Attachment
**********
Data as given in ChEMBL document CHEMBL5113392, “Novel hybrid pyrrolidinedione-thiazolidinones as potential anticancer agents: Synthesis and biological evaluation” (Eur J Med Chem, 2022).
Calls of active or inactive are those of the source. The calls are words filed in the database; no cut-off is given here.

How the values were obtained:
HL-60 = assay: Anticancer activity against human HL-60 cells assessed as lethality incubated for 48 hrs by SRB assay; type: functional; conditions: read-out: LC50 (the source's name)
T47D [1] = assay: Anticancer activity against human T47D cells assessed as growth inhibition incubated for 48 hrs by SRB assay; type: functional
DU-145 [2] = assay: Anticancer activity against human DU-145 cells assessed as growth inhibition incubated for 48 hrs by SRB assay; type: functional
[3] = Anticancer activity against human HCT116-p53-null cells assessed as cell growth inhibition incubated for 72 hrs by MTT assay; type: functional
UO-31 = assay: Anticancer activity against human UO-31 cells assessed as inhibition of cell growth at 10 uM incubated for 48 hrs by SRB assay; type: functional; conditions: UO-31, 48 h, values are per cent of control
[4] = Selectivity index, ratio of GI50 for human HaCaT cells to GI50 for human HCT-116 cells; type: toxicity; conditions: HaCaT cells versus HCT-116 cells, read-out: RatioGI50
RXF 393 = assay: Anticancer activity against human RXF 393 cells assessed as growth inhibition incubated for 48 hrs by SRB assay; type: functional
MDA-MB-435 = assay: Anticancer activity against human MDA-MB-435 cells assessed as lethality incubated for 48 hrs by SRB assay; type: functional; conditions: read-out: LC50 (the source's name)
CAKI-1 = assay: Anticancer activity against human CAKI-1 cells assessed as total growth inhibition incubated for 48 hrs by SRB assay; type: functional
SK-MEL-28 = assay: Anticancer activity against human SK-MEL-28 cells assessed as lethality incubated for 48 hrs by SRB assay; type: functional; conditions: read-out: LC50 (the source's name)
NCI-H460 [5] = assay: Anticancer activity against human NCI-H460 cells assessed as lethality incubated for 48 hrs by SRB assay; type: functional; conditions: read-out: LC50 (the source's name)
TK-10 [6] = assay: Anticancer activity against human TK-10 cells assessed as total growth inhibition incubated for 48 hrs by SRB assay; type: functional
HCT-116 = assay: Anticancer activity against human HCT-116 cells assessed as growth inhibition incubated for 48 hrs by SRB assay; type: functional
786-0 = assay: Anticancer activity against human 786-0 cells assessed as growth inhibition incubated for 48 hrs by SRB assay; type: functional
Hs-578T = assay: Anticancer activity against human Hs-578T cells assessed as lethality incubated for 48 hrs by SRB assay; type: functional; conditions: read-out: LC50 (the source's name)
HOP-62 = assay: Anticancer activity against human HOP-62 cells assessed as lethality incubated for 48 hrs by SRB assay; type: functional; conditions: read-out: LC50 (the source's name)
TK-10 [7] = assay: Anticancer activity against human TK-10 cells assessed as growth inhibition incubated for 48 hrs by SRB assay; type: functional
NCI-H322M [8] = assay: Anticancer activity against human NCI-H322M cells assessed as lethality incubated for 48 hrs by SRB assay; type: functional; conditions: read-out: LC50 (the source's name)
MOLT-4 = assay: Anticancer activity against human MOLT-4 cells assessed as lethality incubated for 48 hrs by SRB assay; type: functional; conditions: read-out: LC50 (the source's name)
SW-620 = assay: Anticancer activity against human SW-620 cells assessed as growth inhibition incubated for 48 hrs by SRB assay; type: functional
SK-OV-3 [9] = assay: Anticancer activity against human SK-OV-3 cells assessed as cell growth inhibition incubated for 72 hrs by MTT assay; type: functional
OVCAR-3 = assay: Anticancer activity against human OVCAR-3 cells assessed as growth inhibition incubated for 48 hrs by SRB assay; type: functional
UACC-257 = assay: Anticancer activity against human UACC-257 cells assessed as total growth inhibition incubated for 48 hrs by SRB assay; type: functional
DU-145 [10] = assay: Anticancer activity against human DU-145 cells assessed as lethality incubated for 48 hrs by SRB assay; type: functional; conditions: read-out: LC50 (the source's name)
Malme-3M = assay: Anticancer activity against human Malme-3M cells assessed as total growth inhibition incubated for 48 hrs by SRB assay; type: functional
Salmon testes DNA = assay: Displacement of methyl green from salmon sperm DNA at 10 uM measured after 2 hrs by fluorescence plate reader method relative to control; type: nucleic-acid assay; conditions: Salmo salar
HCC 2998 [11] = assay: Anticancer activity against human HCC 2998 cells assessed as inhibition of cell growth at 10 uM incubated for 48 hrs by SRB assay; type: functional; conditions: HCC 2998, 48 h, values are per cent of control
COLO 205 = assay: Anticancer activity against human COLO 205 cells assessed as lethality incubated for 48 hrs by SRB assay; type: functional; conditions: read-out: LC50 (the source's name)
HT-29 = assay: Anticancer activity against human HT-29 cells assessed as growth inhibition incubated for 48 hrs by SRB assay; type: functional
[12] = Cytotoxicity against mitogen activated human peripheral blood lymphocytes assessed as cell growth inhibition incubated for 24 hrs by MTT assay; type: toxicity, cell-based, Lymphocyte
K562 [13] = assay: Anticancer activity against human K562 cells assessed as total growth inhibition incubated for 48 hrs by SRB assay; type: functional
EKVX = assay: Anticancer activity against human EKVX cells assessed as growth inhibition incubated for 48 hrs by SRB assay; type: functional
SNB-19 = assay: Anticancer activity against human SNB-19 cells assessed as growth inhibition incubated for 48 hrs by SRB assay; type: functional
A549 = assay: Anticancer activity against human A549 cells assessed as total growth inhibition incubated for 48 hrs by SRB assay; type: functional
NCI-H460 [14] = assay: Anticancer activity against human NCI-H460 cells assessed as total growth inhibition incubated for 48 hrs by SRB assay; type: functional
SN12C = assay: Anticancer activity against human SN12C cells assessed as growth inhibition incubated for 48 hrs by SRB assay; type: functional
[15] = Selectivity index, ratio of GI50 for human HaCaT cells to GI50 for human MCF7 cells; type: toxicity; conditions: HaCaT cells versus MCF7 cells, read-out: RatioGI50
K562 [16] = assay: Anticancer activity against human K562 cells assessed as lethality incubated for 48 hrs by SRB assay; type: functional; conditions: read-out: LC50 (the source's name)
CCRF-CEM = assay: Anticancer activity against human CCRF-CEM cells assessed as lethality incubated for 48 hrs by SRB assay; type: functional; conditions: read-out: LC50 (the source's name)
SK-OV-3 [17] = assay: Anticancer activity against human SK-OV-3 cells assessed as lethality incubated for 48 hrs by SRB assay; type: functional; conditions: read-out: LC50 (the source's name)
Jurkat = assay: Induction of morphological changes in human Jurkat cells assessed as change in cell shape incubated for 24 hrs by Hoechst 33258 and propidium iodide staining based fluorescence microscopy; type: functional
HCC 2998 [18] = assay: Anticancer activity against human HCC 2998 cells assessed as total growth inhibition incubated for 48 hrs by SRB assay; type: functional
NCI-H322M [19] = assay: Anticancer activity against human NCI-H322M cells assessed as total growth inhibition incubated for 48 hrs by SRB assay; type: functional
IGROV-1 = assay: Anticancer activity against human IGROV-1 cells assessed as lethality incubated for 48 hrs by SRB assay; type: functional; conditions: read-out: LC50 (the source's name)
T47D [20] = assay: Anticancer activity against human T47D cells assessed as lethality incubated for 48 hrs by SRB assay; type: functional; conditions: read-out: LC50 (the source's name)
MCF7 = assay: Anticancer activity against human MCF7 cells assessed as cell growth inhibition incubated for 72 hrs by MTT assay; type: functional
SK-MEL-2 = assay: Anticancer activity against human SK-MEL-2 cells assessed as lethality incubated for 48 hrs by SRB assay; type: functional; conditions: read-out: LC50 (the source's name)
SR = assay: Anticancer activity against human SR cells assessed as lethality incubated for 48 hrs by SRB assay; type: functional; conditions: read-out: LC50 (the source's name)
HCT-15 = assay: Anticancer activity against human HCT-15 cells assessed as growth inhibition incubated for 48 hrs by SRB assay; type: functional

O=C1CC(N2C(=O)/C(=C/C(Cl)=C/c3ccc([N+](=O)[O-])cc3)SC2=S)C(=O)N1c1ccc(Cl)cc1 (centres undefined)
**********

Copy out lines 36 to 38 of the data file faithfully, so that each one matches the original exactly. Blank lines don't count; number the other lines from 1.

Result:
SNB-19 = assay: Anticancer activity against human SNB-19 cells assessed as growth inhibition incubated for 48 hrs by SRB assay; type: functional
A549 = assay: Anticancer activity against human A549 cells assessed as total growth inhibition incubated for 48 hrs by SRB assay; type: functional
NCI-H460 [14] = assay: Anticancer activity against human NCI-H460 cells assessed as total growth inhibition incubated for 48 hrs by SRB assay; type: functional